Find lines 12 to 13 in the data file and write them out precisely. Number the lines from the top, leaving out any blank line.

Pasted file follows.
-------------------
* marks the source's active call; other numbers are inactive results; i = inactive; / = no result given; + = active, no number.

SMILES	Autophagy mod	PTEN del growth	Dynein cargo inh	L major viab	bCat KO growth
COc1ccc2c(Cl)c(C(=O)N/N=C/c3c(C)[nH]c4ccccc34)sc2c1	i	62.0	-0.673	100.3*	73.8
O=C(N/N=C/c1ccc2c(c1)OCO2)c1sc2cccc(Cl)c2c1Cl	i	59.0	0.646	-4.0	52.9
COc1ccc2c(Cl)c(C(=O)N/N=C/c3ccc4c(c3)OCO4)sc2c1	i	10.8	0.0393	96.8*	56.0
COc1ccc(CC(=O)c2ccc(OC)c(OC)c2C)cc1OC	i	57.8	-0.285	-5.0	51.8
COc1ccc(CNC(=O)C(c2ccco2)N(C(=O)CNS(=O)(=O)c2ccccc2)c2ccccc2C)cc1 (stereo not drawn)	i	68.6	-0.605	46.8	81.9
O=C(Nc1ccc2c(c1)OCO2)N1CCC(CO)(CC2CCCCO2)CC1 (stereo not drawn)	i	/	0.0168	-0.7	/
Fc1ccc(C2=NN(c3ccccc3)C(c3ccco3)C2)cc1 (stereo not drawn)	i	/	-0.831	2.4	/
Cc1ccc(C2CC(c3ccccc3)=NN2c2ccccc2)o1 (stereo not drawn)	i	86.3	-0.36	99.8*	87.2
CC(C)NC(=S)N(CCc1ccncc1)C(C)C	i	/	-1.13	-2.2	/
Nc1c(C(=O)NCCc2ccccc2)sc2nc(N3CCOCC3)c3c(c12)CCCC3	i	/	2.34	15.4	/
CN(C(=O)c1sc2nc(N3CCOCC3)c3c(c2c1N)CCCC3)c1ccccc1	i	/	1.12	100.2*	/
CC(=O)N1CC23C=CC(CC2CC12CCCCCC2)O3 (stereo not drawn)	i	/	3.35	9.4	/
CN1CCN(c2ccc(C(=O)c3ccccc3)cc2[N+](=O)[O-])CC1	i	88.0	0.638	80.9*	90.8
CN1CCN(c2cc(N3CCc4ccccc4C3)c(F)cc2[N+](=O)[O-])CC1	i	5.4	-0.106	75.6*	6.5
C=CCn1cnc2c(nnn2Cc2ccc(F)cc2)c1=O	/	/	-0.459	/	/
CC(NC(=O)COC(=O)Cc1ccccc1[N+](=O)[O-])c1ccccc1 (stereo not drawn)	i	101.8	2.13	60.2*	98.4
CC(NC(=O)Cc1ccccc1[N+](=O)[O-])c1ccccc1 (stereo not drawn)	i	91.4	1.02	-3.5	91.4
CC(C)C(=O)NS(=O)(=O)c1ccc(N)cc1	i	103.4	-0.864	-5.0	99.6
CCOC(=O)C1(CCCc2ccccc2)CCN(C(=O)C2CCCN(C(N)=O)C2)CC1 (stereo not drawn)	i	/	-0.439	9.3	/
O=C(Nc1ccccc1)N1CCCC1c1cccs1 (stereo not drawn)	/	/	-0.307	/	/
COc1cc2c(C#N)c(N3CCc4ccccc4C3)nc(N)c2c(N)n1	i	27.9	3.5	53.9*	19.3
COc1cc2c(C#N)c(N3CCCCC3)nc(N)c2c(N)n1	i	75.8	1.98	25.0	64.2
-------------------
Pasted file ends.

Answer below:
Nc1c(C(=O)NCCc2ccccc2)sc2nc(N3CCOCC3)c3c(c12)CCCC3	i	/	2.34	15.4	/
CN(C(=O)c1sc2nc(N3CCOCC3)c3c(c2c1N)CCCC3)c1ccccc1	i	/	1.12	100.2*	/